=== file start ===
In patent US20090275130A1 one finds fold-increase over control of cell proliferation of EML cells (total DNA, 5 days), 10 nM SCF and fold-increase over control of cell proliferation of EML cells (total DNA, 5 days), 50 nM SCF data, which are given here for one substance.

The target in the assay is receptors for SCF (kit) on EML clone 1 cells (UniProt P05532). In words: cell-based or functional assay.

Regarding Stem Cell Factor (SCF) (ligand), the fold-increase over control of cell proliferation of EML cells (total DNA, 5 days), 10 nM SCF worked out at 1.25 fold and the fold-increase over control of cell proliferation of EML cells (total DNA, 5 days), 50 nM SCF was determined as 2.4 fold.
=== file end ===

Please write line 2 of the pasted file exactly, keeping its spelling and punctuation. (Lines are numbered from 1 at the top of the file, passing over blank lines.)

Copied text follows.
The target in the assay is receptors for SCF (kit) on EML clone 1 cells (UniProt P05532). In words: cell-based or functional assay.